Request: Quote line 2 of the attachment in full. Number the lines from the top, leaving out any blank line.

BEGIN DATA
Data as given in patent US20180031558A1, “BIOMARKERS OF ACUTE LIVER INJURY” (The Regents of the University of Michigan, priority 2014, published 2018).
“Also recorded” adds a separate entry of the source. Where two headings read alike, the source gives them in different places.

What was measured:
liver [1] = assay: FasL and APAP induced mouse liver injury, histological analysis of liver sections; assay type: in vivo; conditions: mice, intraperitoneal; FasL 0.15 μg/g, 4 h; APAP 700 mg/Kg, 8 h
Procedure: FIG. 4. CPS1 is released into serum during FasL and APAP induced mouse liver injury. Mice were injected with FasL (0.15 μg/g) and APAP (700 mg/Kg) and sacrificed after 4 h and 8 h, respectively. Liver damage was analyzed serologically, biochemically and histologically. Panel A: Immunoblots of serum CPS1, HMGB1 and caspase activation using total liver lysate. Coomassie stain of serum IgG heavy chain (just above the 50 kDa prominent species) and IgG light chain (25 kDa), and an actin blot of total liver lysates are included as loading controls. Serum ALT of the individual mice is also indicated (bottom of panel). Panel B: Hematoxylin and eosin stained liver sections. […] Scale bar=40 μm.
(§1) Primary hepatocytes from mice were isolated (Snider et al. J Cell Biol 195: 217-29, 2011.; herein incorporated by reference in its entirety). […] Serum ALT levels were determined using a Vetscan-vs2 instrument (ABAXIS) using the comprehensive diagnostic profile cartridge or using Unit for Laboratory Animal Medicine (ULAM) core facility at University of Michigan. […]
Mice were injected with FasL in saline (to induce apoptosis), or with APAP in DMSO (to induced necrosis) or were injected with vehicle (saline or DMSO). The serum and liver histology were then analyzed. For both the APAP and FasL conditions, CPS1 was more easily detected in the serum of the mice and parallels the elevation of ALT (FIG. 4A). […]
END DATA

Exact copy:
“Also recorded” adds a separate entry of the source. Where two headings read alike, the source gives them in different places.